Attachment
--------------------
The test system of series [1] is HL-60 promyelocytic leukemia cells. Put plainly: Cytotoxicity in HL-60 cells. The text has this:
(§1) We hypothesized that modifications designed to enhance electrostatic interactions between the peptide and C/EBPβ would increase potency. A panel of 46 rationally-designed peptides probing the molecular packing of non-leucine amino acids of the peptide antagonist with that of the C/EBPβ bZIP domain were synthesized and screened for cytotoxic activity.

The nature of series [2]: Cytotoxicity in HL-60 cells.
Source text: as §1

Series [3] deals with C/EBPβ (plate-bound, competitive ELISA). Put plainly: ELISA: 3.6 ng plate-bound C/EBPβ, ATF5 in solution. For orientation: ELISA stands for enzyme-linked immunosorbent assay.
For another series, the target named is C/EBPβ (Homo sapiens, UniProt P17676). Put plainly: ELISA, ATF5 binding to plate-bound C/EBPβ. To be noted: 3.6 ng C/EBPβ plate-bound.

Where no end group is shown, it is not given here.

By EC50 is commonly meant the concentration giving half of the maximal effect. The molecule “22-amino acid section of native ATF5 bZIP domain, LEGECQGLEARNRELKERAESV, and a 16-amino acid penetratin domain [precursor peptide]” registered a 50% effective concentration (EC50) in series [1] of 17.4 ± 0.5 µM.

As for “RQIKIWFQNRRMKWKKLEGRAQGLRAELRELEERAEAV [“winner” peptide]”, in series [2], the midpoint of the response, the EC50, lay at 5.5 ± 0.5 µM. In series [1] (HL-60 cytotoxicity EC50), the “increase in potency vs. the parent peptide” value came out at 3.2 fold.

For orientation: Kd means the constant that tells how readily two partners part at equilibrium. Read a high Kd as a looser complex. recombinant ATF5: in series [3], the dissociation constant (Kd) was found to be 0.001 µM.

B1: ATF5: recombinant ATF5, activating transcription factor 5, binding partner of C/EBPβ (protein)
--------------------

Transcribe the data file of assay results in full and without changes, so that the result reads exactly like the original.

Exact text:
The test system of series [1] is HL-60 promyelocytic leukemia cells. Put plainly: Cytotoxicity in HL-60 cells. The text has this:
(§1) We hypothesized that modifications designed to enhance electrostatic interactions between the peptide and C/EBPβ would increase potency. A panel of 46 rationally-designed peptides probing the molecular packing of non-leucine amino acids of the peptide antagonist with that of the C/EBPβ bZIP domain were synthesized and screened for cytotoxic activity.

The nature of series [2]: Cytotoxicity in HL-60 cells.
Source text: as §1

Series [3] deals with C/EBPβ (plate-bound, competitive ELISA). Put plainly: ELISA: 3.6 ng plate-bound C/EBPβ, ATF5 in solution. For orientation: ELISA stands for enzyme-linked immunosorbent assay.
For another series, the target named is C/EBPβ (Homo sapiens, UniProt P17676). Put plainly: ELISA, ATF5 binding to plate-bound C/EBPβ. To be noted: 3.6 ng C/EBPβ plate-bound.

Where no end group is shown, it is not given here.

By EC50 is commonly meant the concentration giving half of the maximal effect. The molecule “22-amino acid section of native ATF5 bZIP domain, LEGECQGLEARNRELKERAESV, and a 16-amino acid penetratin domain [precursor peptide]” registered a 50% effective concentration (EC50) in series [1] of 17.4 ± 0.5 µM.

As for “RQIKIWFQNRRMKWKKLEGRAQGLRAELRELEERAEAV [“winner” peptide]”, in series [2], the midpoint of the response, the EC50, lay at 5.5 ± 0.5 µM. In series [1] (HL-60 cytotoxicity EC50), the “increase in potency vs. the parent peptide” value came out at 3.2 fold.

For orientation: Kd means the constant that tells how readily two partners part at equilibrium. Read a high Kd as a looser complex. recombinant ATF5: in series [3], the dissociation constant (Kd) was found to be 0.001 µM.

B1: ATF5: recombinant ATF5, activating transcription factor 5, binding partner of C/EBPβ (protein)